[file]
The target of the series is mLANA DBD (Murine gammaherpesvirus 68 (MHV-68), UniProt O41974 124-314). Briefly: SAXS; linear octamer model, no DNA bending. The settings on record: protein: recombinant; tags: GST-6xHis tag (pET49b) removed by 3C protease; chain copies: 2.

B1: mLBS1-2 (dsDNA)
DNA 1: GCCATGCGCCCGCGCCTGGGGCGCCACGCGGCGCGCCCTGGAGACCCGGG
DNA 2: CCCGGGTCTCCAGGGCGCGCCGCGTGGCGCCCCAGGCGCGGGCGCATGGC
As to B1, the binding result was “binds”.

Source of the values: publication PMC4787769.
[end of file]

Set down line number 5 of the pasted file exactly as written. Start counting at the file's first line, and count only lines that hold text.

As to B1, the binding result was “binds”.